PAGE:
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Brief Psychosocial Therapy for the Treatment of Agitation in Alzheimer Disease (The CALM-AD Trial)

Lookup NU author(s): Dr Clive Ballard, Simon Douglas, Professor Philip Bradley, Adam Burns, Professor John O'Brien, Dr Robert Bullock


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Background: Good practice guidelines state that a psychological intervention should usually precede pharmacotherapy, but there are no data evaluating the feasibility of psychological interventions used in this way. Methods: At the first stage of a randomized blinded placebo-controlled trial, 318 patients with Alzheimer disease (AD) with clinically significant agitated behavior were treated in an open design with a psychological intervention (brief psychosocial therapy [BPST]) for 4 weeks, preceding randomization to pharmacotherapy. The therapy involved social interaction, personalized music, or removal of environmental triggers. Results: Overall, 318 patients with AD completed BPST with an improvement of 5.6 points on the total Cohen-Mansfield Agitation Inventory (CMAI; mean [SD], 63.3 [16.0] to 57.7 [18.4], t = 4.8, df = 317, p 95% of patients. More detailed evaluation of outcome was completed for the 198 patients with AD from these centers, who experienced a mean improvement of 6.6 points on the total CMAI (mean [SD], 62.2 [14.3] to 55.6 [15.8], t = 6.5, df - 197, p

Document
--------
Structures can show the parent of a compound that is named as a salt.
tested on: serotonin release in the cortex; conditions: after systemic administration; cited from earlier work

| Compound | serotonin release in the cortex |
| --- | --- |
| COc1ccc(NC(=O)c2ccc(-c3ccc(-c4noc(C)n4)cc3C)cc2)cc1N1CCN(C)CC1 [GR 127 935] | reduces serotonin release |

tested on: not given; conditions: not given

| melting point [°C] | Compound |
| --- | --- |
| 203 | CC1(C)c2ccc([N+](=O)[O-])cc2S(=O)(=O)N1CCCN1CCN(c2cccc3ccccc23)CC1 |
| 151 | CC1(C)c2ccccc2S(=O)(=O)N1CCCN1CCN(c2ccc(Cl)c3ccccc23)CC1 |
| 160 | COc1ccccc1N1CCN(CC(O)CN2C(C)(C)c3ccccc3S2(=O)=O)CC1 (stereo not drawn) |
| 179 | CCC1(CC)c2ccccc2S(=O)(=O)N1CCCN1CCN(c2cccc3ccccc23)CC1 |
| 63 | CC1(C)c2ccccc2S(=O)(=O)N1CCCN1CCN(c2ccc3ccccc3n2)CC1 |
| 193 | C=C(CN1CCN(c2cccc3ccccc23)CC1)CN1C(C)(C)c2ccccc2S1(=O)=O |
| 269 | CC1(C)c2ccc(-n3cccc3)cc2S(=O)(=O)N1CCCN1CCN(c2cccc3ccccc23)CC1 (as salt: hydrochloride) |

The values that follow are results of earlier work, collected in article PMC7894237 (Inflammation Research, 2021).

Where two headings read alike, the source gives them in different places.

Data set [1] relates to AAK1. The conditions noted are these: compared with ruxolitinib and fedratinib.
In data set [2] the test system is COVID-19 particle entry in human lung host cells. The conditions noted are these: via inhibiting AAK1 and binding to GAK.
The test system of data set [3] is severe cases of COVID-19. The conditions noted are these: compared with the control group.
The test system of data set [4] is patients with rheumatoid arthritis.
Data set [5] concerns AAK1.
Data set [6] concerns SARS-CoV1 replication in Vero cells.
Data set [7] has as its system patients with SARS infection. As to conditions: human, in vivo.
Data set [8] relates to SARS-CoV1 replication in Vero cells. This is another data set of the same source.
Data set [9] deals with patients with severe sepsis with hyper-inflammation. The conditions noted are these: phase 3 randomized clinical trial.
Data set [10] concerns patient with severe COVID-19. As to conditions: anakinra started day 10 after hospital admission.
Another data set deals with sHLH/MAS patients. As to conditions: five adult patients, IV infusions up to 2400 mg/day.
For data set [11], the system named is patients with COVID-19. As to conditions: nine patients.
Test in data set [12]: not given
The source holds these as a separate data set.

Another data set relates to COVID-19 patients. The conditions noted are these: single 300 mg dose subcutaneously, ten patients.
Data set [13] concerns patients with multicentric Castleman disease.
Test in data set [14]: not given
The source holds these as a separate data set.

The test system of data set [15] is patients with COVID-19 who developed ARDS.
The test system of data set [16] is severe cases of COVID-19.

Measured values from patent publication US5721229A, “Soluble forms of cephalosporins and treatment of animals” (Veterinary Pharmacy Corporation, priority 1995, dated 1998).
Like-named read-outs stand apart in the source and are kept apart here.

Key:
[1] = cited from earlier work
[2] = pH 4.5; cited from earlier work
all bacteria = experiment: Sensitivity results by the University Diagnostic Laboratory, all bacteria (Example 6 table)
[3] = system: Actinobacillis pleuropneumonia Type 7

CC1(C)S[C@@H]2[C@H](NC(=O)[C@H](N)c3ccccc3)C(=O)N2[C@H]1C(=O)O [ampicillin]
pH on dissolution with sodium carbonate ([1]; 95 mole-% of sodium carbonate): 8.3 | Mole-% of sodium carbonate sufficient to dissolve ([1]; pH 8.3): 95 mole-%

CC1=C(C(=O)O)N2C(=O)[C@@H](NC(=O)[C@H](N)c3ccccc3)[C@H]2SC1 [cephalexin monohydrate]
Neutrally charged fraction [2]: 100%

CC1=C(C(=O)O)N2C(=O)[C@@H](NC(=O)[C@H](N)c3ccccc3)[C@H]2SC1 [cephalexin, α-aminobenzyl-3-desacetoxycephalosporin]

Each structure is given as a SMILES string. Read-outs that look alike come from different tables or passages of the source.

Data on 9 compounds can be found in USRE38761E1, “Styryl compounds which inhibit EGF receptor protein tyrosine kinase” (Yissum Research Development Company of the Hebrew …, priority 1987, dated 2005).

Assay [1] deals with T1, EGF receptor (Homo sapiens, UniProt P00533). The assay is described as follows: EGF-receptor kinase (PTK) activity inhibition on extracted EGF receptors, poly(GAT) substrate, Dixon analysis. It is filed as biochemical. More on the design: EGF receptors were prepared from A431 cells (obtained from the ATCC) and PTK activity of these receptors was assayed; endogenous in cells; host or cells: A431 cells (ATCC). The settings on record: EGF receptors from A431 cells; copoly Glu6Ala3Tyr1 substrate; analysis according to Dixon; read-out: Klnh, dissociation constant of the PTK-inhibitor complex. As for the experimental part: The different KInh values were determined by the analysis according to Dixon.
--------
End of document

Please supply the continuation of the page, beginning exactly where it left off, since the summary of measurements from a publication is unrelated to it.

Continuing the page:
Publication metadata

Author(s): Ballard C, Brown R, Fossey J, Douglas S, Bradley P, Hancock J, James IA, Juszczak E, Bentham P, Burns A, Lindesay J, Jacoby R, O'Brien J, Bullock R, Johnson T, Holmes C, Howard R

Publication type: Article

Publication status: Published

Journal: American Journal of Geriatric Psychiatry

Year: 2009

Volume: 17

Issue: 9

Pages: 726-733

ISSN (print): 1064-7481

ISSN (electronic): 1545-7214

Publisher: Lippincott Williams & Wilkins


DOI: 10.1097/JGP.0b013e3181b0f8c0


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Funder referenceFunder name
Department of Health
Medical Research Council
G0100070Medical Research Council